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Conversion of zonulae occludentes from tight to leaky strand type by introducing claudin-2 into Madin-Darby canine kidney I cells.

Furuse M, Furuse K, Sasaki H, Tsukita S - J. Cell Biol. (2001)

Bottom Line: Interestingly, the TER values of MDCK I clones stably expressing claudin-2 (dCL2-MDCK I) fell to the levels of MDCK II cells (>20-fold decrease).Similar results were obtained in mouse epithelial cells, Eph4.These findings indicated that the addition of claudin-2 markedly decreased the tightness of individual claudin-1/4-based TJ strands, leading to the speculation that the combination and mixing ratios of claudin species determine the barrier properties of individual TJ strands.

View Article: PubMed Central - PubMed

Affiliation: Department of Cell Biology, Faculty of Medicine, Kyoto University, Kyoto 606-8501, Japan.

ABSTRACT
There are two strains of MDCK cells, MDCK I and II. MDCK I cells show much higher transepithelial electric resistance (TER) than MDCK II cells, although they bear similar numbers of tight junction (TJ) strands. We examined the expression pattern of claudins, the major components of TJ strands, in these cells: claudin-1 and -4 were expressed both in MDCK I and II cells, whereas the expression of claudin-2 was restricted to MDCK II cells. The dog claudin-2 cDNA was then introduced into MDCK I cells to mimic the claudin expression pattern of MDCK II cells. Interestingly, the TER values of MDCK I clones stably expressing claudin-2 (dCL2-MDCK I) fell to the levels of MDCK II cells (>20-fold decrease). In contrast, when dog claudin-3 was introduced into MDCK I cells, no change was detected in their TER. Similar results were obtained in mouse epithelial cells, Eph4. Morphometric analyses identified no significant differences in the density of TJs or in the number of TJ strands between dCL2-MDCK I and control MDCK I cells. These findings indicated that the addition of claudin-2 markedly decreased the tightness of individual claudin-1/4-based TJ strands, leading to the speculation that the combination and mixing ratios of claudin species determine the barrier properties of individual TJ strands.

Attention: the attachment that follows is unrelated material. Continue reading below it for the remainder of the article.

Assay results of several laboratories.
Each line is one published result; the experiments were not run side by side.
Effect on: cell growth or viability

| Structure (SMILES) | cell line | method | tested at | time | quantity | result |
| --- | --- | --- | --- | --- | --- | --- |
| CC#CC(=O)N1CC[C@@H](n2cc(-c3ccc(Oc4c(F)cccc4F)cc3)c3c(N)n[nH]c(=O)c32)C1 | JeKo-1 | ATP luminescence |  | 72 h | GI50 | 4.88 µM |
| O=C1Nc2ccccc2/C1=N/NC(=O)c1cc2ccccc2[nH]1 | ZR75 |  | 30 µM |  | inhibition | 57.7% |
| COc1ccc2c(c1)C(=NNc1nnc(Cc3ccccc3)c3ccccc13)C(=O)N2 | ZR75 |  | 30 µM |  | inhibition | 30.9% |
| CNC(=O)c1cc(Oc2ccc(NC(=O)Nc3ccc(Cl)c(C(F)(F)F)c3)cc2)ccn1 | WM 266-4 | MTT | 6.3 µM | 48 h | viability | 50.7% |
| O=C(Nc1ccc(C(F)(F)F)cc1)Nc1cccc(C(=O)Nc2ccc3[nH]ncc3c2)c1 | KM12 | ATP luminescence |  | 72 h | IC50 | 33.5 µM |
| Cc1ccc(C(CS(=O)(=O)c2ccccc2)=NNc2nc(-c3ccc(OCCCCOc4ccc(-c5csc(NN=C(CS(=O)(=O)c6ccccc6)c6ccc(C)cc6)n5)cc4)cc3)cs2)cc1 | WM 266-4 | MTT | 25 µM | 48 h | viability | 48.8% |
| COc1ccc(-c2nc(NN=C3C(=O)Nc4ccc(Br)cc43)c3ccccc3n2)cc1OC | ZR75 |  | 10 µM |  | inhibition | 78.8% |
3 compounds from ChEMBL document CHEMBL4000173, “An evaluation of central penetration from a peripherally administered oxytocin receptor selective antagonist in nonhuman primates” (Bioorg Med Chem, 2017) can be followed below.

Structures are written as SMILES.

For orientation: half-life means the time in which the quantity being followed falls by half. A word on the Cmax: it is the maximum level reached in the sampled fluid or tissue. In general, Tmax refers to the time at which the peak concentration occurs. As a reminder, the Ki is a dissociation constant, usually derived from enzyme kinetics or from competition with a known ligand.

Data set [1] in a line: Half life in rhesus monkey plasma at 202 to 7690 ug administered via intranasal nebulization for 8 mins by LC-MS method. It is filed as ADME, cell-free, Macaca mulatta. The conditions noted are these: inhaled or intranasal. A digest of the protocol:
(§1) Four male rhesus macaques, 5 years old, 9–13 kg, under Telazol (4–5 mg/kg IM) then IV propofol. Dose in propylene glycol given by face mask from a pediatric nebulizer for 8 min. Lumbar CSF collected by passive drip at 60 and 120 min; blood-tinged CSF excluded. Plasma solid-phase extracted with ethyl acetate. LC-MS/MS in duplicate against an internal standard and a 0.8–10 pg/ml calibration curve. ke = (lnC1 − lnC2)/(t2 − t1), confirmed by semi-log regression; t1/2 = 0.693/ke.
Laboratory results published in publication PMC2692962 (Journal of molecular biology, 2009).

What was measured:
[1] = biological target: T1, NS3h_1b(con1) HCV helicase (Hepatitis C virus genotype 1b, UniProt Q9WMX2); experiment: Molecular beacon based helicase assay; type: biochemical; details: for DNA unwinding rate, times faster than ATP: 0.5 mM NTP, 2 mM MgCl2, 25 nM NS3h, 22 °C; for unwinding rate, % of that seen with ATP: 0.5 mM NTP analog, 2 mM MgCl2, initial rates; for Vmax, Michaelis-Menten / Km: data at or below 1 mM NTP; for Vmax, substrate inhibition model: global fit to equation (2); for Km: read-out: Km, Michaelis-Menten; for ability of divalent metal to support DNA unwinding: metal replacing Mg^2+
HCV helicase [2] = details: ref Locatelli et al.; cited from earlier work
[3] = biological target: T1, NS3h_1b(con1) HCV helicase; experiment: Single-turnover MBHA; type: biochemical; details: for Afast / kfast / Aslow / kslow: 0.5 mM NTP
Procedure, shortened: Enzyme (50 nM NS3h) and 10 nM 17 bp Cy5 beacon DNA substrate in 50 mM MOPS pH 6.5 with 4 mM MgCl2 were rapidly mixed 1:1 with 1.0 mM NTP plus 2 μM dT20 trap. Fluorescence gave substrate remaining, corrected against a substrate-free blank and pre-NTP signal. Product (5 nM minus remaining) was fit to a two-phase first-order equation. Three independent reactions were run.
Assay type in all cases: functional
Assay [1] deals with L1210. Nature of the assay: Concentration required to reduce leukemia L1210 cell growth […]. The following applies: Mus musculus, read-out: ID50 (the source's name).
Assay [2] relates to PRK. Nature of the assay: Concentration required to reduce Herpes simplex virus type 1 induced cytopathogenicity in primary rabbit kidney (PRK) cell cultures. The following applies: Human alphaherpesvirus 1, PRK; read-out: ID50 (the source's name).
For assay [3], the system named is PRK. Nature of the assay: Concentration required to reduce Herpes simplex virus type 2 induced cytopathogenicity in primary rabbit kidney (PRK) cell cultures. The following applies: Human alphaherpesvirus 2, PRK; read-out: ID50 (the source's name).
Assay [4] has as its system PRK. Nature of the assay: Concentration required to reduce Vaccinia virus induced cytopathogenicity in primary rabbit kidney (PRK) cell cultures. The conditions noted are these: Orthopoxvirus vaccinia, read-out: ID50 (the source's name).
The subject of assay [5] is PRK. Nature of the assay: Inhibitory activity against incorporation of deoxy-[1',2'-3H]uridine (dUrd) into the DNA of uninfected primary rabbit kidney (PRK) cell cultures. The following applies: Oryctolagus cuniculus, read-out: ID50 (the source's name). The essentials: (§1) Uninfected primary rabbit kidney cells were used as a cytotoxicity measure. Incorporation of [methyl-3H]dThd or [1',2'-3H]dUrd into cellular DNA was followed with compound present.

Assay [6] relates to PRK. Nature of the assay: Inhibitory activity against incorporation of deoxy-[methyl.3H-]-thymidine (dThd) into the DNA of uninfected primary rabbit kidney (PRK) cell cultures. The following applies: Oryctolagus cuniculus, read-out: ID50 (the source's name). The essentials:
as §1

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Two models of paired TJ strands consisting of claudin-1, -2, and -4. (A) Homotypic adhesion of claudin-2 within paired strands constitutes aqueous pores with high conductance (*). (B) Heterotypic adhesion between claudin-1 and -2 constitutes aqueous pores with high conductance (*). See text for details.
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Figure 7: Two models of paired TJ strands consisting of claudin-1, -2, and -4. (A) Homotypic adhesion of claudin-2 within paired strands constitutes aqueous pores with high conductance (*). (B) Heterotypic adhesion between claudin-1 and -2 constitutes aqueous pores with high conductance (*). See text for details.